Make the Best of Class Time with Cornell Notes
What are Cornell Notes?
- A simple way to get students to take notes interactively.
- A simple way to get students to review notes systematically.
- A simple way for students to practice higher level thinking skills.
- A simple way for students to think actively as they learn.
How are Cornell Notes organized?
- A slice of paper divided into three sections. The three sections can be drawn or you can give students a Cornell Notes Template.
How to make your own Cornell Notes page:
- Two inches from the left edge of your paper, draw a vertical line from the top of the page to about three inches from the bottom of the page.
- Draw a horizontal line about three inches from the bottom of the page.
- Congratulations, you just made your own Cornell Notes page.
When can I use them?
- Anytime you would normally have students take notes is a good time for Cornell Notes.
- Use them for traditional lectures.
- Use them for Powerpoint presentations.
- Use them with written materials.
What are the drawbacks?
- Students might actually learn something from your lectures, so you better make sure your information is accurate.
Anything else I should know?
- They are not the panacea for all that's wrong with the educational system. If a student doesn't know how to take notes then it doesn't matter what system you use.
- They are not traditional write this down, throw it in my backpack or the garbage can or the backseat of my car notes.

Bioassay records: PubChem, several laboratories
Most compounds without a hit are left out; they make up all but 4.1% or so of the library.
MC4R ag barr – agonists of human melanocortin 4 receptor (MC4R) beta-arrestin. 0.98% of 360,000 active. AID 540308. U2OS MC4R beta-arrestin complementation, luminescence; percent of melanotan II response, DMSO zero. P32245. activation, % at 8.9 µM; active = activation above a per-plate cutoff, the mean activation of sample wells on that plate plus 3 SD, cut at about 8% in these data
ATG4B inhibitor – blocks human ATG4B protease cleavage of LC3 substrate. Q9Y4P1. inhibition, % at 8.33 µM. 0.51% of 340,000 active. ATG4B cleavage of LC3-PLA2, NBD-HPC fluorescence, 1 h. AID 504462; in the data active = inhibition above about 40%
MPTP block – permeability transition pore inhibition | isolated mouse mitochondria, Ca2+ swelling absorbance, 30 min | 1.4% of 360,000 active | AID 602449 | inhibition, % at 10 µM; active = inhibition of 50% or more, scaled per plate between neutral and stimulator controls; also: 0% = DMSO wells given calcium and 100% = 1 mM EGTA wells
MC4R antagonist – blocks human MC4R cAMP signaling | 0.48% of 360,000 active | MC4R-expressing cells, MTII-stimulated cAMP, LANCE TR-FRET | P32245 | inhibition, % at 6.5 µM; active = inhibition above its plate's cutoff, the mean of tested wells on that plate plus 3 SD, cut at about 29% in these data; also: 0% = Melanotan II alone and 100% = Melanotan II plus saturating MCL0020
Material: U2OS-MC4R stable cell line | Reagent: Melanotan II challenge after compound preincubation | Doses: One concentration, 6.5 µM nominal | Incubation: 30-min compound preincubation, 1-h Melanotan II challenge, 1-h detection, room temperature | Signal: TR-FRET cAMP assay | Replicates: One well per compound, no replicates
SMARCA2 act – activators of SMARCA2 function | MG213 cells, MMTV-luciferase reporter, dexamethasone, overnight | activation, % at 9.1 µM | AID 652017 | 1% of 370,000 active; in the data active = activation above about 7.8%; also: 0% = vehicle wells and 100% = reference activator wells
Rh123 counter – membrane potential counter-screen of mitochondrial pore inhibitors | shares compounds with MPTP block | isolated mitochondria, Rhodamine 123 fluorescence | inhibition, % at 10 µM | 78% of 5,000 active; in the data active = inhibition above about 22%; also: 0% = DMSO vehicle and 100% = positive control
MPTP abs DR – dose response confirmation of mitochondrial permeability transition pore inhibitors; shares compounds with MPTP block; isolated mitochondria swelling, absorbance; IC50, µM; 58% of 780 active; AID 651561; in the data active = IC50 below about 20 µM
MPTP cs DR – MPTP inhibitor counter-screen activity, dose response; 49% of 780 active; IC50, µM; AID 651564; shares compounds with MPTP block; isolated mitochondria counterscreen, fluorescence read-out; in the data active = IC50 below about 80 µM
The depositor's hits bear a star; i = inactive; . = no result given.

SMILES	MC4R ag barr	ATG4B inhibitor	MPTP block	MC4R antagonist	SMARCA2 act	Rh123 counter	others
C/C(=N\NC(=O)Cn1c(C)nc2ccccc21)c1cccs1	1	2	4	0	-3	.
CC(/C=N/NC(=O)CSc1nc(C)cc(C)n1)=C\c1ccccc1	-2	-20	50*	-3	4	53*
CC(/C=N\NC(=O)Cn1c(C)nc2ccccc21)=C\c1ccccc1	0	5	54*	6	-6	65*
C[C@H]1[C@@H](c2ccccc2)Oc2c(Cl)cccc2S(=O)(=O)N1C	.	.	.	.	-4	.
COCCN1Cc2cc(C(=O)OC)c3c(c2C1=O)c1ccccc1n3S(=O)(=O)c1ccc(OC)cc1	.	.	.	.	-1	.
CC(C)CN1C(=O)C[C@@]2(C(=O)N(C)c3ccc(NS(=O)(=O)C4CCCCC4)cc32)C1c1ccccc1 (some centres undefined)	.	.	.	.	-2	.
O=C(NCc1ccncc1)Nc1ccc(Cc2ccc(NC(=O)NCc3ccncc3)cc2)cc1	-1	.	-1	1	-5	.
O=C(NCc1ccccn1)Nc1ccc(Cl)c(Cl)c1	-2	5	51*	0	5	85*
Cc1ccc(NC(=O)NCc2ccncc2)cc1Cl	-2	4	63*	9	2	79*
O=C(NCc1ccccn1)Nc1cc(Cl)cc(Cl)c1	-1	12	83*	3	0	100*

Cornell Notes Sections
The largest of the three sections for Cornell Notes is the "notes" section. In this section students write the notes. A good review of note taking strategies as you explain Cornell Notes is beneficial.
The "questions" section is the area on the left. I recommend taking the notes first and then using the notes to create questions. The answers to the questions can either be found directly in the notes or they can require information in the notes combined with higher level thinking. In some cases, students may write subheadings instead of questions in the left column.
This is a two to three sentence summary of what the students learned. It is the most important and the most difficult section for students. It should encapsulate the central issue of the notes. It should not begin with phrases such as "these notes are about...," "today, I learned....," etc.
All notes should have a title and a date. How you evaluate the notes depends on your class. You can include the grade as part of an overall notebook grade. You can assign a completion grade. You can collect the notes and assign a grade depending on how well they are completed. Using a rubric for checking notes makes grading easier and the notes better.